Sometimes, people hate what they don’t understand. Sometimes, politicians go so far as to demonstrate this hatred on the public record.
State Representative Nickolas Levasseur (D-NH), pictured to the right above, posted to Facebook:
Anime is a prime example of why two nukes just wasn’t enough.
Leaving aside whether or not the Representative personally enjoys anime, this is an elected official joking about deploying atomic weapons on a civilian population simply because he dislikes their TV shows.
A continuing feature, giving the podium to one of the anime medium’s truly unsung heroes, the character designers.
Been picking the brain pan heavily lately on what it is that is truly missing in today’s anime sweepstakes. An oversimplified question to a much more complex issue to be true. And while I can also handpick a number of factors that have led us to a near barren wasteland of proto-moe cyborgs, and recycled plotlines(most of which are economic, I can assure you), I can also point to a massive singularity that’s been staring us in the face for years. Something that few have considered, but I have felt imperative to share with all of you now.
A lingering shame that has kept me wondering for years, even as I failed to grasp it at the forefront of my mind.
Ah, Yumina-oneechan! Ah, how wonderful! How pure and beautiful, graceful, modest, gentle, refined, sweet, humble, with honest poverty, a saint with kindly words, smile, and full of affection! 和顔愛語(The proverb: Kind facial expression, kindly words), she is the embodiment of it. A holy girl of the holy path is picking up a T-shirt of Bosozoku(motorcycle gangsters) who are on the evil path. What fashion sense! Yumina-oneechan, full of humor. LOL.
The Japanese language is dead nowadays, and its phonographs were Chinese character, which are now ideograms. And those are the hierographs of Yumina-oneechan’s religion. Just like Catholics use Latin, Buddhists use Sanskrit. And “Yoroshiku(best regards)” is written in Chinese character phonetically, “夜露死苦(Night, dew, death, pain)”. It’s surprising that these kind of ideograms are still alive, even though they are regarded by some as “sacred letters.”
Full disclosure: Anime Diet Radio was inspired first by the format of the old Anime Nano Podcast…but we can’t say we did what Nick Simmons did to Bleach! Our podcast, unlike his comic, is an homage (pronounced oh-MAHJ) and a tribute of that fine podcast from 2006. That, of course, is one of the topics of the news on this 48th episode of Anime Diet Radio, along with the usual news items about a possible island full of eromanga and a Korean man who just can’t get enough of his dakimakura.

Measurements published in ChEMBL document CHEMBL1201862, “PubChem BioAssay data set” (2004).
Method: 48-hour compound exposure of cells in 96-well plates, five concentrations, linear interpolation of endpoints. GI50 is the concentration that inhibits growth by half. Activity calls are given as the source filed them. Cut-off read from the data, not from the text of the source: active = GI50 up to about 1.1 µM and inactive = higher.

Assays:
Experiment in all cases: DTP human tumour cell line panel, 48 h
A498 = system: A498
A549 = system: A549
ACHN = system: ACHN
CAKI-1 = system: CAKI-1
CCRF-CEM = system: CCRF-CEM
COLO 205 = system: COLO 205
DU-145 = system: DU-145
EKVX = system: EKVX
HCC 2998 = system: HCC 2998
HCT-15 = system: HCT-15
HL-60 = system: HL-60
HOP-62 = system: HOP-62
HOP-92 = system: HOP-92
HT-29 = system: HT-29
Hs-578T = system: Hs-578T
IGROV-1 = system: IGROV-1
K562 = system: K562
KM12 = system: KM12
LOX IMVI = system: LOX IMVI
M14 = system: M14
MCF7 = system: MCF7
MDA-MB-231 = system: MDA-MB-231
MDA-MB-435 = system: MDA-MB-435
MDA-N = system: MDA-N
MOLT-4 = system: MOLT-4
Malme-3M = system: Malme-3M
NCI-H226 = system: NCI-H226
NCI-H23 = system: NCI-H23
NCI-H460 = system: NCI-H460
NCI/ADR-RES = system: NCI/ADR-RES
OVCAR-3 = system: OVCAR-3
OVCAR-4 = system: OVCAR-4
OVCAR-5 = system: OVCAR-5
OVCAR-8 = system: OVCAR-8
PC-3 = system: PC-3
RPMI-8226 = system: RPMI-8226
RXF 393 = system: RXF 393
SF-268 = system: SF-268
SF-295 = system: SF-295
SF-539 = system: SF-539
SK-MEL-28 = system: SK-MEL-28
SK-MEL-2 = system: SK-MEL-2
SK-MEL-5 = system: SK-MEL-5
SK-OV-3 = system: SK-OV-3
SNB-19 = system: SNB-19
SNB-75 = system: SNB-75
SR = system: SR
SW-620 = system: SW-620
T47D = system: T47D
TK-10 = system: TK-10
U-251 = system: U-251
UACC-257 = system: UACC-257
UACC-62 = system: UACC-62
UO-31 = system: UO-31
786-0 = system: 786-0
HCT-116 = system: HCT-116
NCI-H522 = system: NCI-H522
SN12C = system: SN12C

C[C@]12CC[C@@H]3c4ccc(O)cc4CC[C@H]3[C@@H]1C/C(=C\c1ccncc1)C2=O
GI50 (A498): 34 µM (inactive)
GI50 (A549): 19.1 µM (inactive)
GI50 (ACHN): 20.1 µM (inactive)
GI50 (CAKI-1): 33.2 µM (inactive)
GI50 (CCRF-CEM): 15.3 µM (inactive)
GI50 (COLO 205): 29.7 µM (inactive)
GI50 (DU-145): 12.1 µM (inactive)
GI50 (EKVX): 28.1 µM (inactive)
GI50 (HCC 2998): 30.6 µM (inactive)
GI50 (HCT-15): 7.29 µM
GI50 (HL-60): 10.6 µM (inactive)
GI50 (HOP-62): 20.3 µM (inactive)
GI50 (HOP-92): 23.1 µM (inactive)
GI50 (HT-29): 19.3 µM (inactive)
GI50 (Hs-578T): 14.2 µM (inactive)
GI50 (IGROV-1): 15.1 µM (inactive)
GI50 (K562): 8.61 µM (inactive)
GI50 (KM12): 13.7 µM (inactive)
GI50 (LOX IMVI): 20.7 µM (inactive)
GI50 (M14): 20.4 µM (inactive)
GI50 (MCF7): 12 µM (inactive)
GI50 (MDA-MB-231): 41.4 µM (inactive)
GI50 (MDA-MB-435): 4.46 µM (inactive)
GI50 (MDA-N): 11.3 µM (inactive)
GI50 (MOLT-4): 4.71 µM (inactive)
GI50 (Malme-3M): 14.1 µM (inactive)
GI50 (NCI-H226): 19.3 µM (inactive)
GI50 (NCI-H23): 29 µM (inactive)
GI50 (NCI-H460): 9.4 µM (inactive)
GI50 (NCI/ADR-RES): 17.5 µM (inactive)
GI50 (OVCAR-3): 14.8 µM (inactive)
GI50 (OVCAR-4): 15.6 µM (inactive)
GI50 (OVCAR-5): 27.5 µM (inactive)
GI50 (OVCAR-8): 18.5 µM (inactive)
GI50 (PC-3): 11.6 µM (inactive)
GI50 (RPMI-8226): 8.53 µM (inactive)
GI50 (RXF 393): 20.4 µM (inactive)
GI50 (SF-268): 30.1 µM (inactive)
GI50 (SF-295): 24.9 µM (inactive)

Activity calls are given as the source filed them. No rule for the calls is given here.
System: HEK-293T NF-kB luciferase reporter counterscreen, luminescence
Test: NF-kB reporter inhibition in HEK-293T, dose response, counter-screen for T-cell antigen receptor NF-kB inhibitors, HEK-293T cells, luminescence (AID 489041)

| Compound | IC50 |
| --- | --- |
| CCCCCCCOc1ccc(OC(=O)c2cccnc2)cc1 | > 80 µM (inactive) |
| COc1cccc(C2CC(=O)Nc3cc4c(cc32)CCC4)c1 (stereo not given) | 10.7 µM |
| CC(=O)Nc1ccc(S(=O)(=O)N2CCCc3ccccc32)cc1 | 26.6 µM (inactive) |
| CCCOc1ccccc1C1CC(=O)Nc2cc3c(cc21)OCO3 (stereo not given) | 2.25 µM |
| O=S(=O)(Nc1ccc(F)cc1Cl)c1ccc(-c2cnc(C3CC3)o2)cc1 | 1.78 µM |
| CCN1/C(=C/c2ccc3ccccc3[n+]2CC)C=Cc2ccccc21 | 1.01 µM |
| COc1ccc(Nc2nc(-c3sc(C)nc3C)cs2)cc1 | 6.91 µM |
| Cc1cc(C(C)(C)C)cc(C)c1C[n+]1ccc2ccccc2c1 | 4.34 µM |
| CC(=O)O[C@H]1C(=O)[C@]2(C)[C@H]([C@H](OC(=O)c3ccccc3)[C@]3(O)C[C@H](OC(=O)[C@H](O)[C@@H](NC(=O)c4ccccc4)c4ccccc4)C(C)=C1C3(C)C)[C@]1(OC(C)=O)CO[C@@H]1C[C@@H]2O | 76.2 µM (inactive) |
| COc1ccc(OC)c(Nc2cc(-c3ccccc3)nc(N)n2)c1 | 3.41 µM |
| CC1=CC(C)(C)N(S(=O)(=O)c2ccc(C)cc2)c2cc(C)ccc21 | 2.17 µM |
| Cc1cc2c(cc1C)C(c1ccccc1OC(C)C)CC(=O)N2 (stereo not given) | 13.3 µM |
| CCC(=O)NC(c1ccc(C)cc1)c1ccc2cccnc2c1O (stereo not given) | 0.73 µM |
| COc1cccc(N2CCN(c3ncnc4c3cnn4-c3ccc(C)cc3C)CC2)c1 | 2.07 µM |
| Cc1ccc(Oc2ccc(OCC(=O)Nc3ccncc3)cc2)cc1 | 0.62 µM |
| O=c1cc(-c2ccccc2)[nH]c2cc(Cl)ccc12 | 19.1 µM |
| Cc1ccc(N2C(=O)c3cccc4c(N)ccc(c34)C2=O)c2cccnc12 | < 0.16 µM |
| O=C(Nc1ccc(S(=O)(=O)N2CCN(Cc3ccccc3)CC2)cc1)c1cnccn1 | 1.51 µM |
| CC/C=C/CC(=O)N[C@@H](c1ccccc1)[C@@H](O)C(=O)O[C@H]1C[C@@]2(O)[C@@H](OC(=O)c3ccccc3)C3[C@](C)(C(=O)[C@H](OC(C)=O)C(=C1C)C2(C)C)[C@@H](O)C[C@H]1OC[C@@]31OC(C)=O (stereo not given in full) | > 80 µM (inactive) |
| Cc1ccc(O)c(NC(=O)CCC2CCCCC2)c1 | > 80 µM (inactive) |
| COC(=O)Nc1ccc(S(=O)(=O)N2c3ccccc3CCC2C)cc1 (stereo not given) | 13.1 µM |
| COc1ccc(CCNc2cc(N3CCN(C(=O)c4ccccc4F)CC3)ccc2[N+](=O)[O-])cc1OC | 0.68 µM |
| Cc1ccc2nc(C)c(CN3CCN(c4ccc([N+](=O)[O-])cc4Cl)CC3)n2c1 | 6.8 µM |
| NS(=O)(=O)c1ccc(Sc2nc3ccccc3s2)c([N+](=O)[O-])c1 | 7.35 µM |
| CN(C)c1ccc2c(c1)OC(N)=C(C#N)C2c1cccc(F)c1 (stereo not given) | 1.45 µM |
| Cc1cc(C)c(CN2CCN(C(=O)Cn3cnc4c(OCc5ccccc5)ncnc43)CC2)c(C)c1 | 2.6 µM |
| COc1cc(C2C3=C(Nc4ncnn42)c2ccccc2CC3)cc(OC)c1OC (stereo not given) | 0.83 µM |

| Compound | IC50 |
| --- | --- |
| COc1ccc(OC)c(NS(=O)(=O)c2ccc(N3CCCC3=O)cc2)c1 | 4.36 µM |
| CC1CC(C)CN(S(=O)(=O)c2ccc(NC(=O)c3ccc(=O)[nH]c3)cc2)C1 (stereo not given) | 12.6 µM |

The Roundtable is a little different this time around; due to technical and scheduling conflicts, it’s instead an excerpt of a fruitful conversation between Ray and Mike about the upcoming spring season. The full conversation is also available as a bonus xtra, downloadable on the website–includes all the awkward pauses and scroll wheel sounds you never usually hear on our productions! It’s a raw look at the kind of talks that gave birth to this podcast all those years ago.
You probably noticed that the podcasts have been coming out at about a monthly clip in the middle of the month. That’s on purpose–expect new episodes around this time every month from now on. We are striving to be, as they say, regular in these releases. Yell loudly if we’re late!
(00:00) – Introduction
(03:33) – News 1: A Korean man and his Fate pillow
(11:50) – News 2: Eromanga Island is Real
(20:37) – News 3: Nick Simmons’ Big Rip Off
(30:19) – Mailbag
(44:10) – Roundtable: Next Season
(55:10) – Conclusion
–OP: “Meiya Kadenrou (冥夜花伝廊)” by Minami Kuribayashi (from Katanagatari)
–ED: “Refulgence” by Shoujobyo (from Katanagatari)
–The story about the Korean man and his Fate pillow was reported in multiple sources. Here’s one from Metro UK, which names the lucky groom as one Lee Jin-gyu [http://www.metro.co.uk/weird/816601-man-marries-pillow]. Sankaku Complex has more pictures (NSFW) [http://www.sankakucomplex.com/2010/03/05/korean-otaku-marries-fate-testarossa-dakimakura/].
–This, of course, recalls previous ADR episodes about the guy who married a Love Plus character [http://animediet.net/podcasts/anime-diet-radio-episode-45-the-late-makenai-holiday-show], and our epic episode about the petition to marry 2d women [http://animediet.net/podcasts/anime-diet-radio-episode-28-love-and-marriage]. See also our article which first broke the Love Plus marriage story and predicted it would become an ADR item.